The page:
- Vitamin B: According to besthealthmag.ca, studies have shown that women who took 25 milligrams of vitamin B6 three times a day for three days reduced nausea and vomiting associated with pregnancy. However, double check with your doctor before you add B6 or any other vitamins to your daily routine.
- Sniff Lemons: This sounds weird, but for reasons unknown, smelling a lemon helps with morning sickness. You can also add lemon to your water to help calm your stomach.
- Avoid fatty foods: These foods take longer to digest and can worsen nausea. Also avoid spicy, acidic and fried foods which can irritate your digestive system.
- Take your prenatal vitamin with food: Taking prenatal vitamins on an empty stomach can make nausea worse (in fact, the only time my younger sister threw up during her pregnancy was when she did exactly that). Prenatal vitamins are high in iron, which is hard on your digestive system. You can talk to your doctor about switching to a prenatal vitamin with lower iron during your first trimester to help ease the nausea.
- Eat what you can: Stick with what you know you can handle. Don’t force yourself to eat anything just because you think you have to in order to have a well-balanced diet. For me, I couldn’t keep down any fruit. When I brought my concerns to my doctor, she told me that it wasn’t a big deal- my prenatal vitamins would make up for the deficiency until I could keep my food down.
- Find your time: You may find that there are some periods during the day that you feel pretty good. Try to eat your main meal then. For me, I had a two-hour window around 2 in the afternoon when I didn’t feel sick, so I made lunch my main meal and stuck to small snacks during the rest of the day.
If none of these help, my advice would be to eat something that doesn’t taste absolutely disgusting the second time around. For me, that was Cheerios- I could handle that coming up again.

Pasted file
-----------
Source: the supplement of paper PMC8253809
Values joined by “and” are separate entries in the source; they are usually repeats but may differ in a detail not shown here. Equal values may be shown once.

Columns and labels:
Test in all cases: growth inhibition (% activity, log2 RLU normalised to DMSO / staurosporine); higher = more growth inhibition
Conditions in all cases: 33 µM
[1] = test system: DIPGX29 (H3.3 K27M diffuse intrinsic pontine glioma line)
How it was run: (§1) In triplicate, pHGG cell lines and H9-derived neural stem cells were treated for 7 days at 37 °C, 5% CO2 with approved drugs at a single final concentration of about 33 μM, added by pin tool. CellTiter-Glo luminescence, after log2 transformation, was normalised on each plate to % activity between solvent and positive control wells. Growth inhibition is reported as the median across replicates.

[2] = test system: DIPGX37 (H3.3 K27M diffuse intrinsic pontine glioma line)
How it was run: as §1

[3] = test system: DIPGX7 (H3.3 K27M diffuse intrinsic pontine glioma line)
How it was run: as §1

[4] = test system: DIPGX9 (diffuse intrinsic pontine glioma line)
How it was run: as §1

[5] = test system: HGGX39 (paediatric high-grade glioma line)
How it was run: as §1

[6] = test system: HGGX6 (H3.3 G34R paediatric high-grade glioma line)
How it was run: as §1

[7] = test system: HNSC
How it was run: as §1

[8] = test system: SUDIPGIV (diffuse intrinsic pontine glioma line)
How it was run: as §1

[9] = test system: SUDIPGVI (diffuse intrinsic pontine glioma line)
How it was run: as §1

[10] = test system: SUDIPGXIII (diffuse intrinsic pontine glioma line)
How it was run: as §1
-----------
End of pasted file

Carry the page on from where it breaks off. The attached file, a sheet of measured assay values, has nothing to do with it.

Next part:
But I couldn’t handle cinnamon a second time, so I tried to avoid it. And, FYI, Doritos are probably the worst thing in the world to throw up ever. Avoid. Do not eat! You’ve been warned.
Serious Morning Sickness
You may find your morning sickness goes from being merely annoying to being seriously concerning. Go see your doctor if:
- You experience constant and excessive nausea that prevents you from keeping any food or liquids down for several days.
- Vomiting is accompanied by fever or pain.
- Nausea persists into the second trimester.
- If you experience a dramatic drop in weight (however, bear in a mind losing a few pounds is normal in the first trimester.)
- You vomit blood.
- You have signs of dehydration such as dark-colored urine or infrequent urination.
You’re Not Alone
Having morning sickness can make you miserable, and you probably don’t want to hear it, but: you’re not alone. And you’re not the first. Plenty or women are going through or have gone through the same thing. If you didn’t find any helpful tips here, ask around. You’re sure to get plenty of advice- some helpful, some not. Find what works for you.
Morning sickness is just a fact of life when you’re pregnant. And, take heart, it’s also a good sign. Studies indicate that morning sickness can be a sign of a healthy pregnancy, with lower rates of miscarriages and stillbirths, compared with pregnancies with no nausea or vomiting.
So, stiff upper lip, ladies. Keep calm and carry on. You’ll get through this- it doesn’t last forever. And, from what I’m told, it’s all worth it in the end.